Furthermore, Article 27(2) of the INC stipulates that the State “shall protect, promote, guarantee and implement this Bill”.This obligation appears to entail additional positive measures regarding the prevention of human rights violations. It is hereby inferred that the Sudanese government must proactively push (to the maximum of its available resources) for change to those provisions of national law which contradict international human rights law. It has also been suggested there exists a requirement to enact laws criminalising human rights violations. The State must additionally provide victims with effective remedies.[13]

Human Rights as a Legitimate Standard in Sudan

Looking towards the impending legal reform in Sudan, it is proposed that considerations of human rights should guide the process. In order that this can be the case, it is of the utmost importance that the Sudanese government accept human rights as a legitimate standard. On a theoretical level, it is often asserted that human rights are universal. In other words, any given right applies equally to all people because universality is a characteristic inherent in all human rights. In theory we each, as human beings, have an equal and inalienable hold on all human rights. There is express reference to this concept in many international human rights documents. In addition to this theoretical understanding, universality must be applied in a practical sense. This is where issues of cultural relativity may impact on attempts to effectuate rights fully. Simply, this is the idea human values are not universal and as such can vary significantly depending on cultural background. It is essential that traditional practices and national and international legal requirements seek a common meeting point. This can be a tricky balancing act and it is not hard to envisage situations where conflict will arise, with Shari’a being a prime example. What is troublesome is that in a situation where universality is not applied as a check on custom, States are essentially handed free rein to continue with a given practice, regardless of the implications for human dignity. In extreme situations, it is possible to picture an unfettered discretion to deliberately mask oppressive practices with claims pertaining to culture.

Indeed, in the case of apostasy specifically, it is difficult to attribute its criminalisation wholly to Islamic cultural practice. Even within Islam debate exists as to whether apostasy should be considered a crime. In particular, liberal scholars are of the view that apostasy ought not to be criminalised and cite the Koranic verse which states that “there shall be no compulsion in religion.” [14] While this is not the only view that exists, this is perhaps enough to demonstrate that, in the context of apostasy, Islamic custom is not so strong as to prevent human rights from being viewed as a legitimate standard for Sudanese law reform.


The Criminal Act 1991 is a relic, left over from a time before the CPA and before the secession of South Sudan. Certain of its Shari’a provisions plainly serve as a major irritant to securing human rights standards in the country. This is highly troublesome. In particular, while the Sudanese government looks towards reform of the legal system, it is essential that Article 126 of the Criminal Act 1991 be abolished. Furthermore, all Shari’a provisions contained herein should be thoroughly assessed in light of whether they facilitate violations of human rights. Particular thought should be given to those international treaties that are already ratified by the Sudan. Possible means of harmonising these legal obligations with Sudanese culture should be explored and the outcome should be reflected in the law reform process.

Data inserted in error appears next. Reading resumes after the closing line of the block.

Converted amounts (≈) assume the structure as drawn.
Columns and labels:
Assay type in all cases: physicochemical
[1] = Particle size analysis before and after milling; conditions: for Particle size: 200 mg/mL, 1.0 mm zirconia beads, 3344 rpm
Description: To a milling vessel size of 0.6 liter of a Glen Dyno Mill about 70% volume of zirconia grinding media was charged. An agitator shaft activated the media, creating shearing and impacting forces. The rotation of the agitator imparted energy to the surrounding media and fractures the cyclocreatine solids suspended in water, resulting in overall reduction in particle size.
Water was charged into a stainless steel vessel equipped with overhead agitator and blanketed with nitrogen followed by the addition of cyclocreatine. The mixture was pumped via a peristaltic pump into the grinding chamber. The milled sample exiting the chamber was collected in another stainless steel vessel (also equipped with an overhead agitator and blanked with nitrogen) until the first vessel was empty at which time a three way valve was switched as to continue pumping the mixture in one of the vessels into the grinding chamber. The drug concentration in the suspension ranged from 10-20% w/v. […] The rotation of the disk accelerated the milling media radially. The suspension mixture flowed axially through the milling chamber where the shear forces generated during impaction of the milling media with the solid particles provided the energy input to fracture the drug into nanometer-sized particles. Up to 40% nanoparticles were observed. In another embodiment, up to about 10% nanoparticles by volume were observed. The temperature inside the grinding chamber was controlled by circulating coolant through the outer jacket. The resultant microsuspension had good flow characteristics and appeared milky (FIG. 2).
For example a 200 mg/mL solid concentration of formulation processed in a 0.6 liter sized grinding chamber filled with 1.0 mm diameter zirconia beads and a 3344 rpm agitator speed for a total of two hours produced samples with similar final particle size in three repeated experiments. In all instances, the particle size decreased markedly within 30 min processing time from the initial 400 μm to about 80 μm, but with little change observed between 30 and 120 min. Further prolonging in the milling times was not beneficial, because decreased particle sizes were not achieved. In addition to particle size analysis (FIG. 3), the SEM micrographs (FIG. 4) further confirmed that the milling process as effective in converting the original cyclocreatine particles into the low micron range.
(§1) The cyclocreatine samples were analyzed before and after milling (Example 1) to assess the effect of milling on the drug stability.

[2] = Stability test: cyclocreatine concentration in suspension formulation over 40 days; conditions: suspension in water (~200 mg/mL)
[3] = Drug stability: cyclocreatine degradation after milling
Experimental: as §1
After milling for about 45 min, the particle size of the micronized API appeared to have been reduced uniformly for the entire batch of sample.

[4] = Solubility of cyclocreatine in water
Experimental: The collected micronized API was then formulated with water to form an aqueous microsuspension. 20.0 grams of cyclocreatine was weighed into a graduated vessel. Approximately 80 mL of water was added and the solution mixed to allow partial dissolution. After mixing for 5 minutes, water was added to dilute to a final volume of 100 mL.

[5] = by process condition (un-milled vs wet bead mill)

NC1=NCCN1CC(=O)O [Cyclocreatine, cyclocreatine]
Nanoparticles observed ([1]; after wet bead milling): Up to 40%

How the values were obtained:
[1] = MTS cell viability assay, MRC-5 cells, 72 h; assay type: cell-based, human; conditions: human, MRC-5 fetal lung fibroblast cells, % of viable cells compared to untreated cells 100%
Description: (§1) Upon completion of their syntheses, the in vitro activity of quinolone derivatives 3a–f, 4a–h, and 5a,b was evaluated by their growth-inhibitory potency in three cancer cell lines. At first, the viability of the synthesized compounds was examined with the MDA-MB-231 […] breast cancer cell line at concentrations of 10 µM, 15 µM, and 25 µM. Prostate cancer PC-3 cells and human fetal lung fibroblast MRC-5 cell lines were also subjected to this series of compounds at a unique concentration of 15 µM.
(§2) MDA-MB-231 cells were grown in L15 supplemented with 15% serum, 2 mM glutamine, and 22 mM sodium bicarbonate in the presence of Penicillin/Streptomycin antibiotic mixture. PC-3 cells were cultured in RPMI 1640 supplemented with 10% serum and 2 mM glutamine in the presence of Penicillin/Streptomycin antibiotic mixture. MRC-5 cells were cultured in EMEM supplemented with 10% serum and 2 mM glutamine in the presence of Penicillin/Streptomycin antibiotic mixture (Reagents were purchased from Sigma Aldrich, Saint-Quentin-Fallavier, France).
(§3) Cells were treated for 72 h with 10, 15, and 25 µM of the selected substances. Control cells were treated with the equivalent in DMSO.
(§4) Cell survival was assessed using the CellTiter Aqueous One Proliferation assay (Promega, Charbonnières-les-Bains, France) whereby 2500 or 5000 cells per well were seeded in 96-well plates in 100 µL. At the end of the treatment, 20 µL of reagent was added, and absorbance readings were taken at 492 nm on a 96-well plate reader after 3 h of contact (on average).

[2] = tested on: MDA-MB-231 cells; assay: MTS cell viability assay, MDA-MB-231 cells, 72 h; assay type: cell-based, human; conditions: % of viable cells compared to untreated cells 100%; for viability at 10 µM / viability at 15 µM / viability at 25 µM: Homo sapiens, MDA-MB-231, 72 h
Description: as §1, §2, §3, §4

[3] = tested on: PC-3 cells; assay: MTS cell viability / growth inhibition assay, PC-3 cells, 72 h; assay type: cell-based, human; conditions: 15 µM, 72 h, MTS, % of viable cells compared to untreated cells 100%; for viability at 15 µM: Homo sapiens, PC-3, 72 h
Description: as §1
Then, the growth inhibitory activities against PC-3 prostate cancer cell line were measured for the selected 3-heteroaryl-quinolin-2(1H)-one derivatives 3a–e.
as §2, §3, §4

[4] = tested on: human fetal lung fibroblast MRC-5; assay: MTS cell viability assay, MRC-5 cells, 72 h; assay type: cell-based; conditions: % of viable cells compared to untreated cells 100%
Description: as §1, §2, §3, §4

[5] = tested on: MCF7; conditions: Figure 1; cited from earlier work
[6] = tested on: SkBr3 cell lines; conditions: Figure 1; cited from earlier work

[1] http://www.refworld.org/docid/4c0377872.html

[2] http://www.refworld.org/docid/4ba749762.html

[3] “The Constitutional Protection of Human Rights in Sudan: Challenges and Future Perspectives”, January 2014, page 4, http://www.redress.org/africa/sudan

[4] “Priorities for Criminal Law Reform in Sudan:  Substance and process, An options paper prepared by REDRESS and KCHRED”, January 2008, page 1, http://www.redress.org/africa/sudan

[5] “History of Law Reform in Sudan”, February 2008, page 6, http://www.redress.org/africa/sudan

[6] “The Constitutional Protection of Human Rights in Sudan: Challenges and Future Perspectives”, January 2014, page 4, http://www.redress.org/africa/sudan

[7] “Report of the Independent Expert on the situation of human rights in the Sudan”, (A/HRC/24/31), September 2013, paragraph 12, http://www.ohchr.org/EN/countries/AfricaRegion/Pages/SDIndex.aspx

[8] http://www.sudantribune.com/spip.php?article41745

[9] ”Sudan’s human rights crisis: High time to take article 2 of the Covenant seriously”, June 2014, page 58, http://www.redress.org/africa/sudan

[10] ”Sudan’s human rights crisis: High time to take article 2 of the Covenant seriously”, June 2014, page 58, http://www.redress.org/africa/sudan

[11] http://www.amnesty.org/en/news/sudan-woman-facing-death-sentence-grounds-her-religion-must-be-released-2014-05-14

[12] http://www.ohchr.org/EN/countries/AfricaRegion/Pages/SDIndex.aspx

[13] ”Criminal Law and Human Rights in Sudan: A baseline study”, March 2008, page 2-3, http://www.redress.org/africa/sudan

[14] http://www.bbc.co.uk/news/world-africa-27424064

Anna Chisholm is contactable at: anna.chisholm@hscentre.org

Please cite this article as:

Chisholm, A. (2014). ‘The Criminalisation of Apostasy in Sudan – A Serious Violation of Human Rights’. Human Security Centre [Human Rights and Conflict Resolution Group], Issue 3, No. 5.


About Anna Chisholm

Anna Chisholm is a former Research Assistant in the Human Rights and Conflict Resolution research division. Her main interests are human rights, international human rights law and humanitarian intervention. She is specifically interested in the concept of regime interaction in situations of conflict.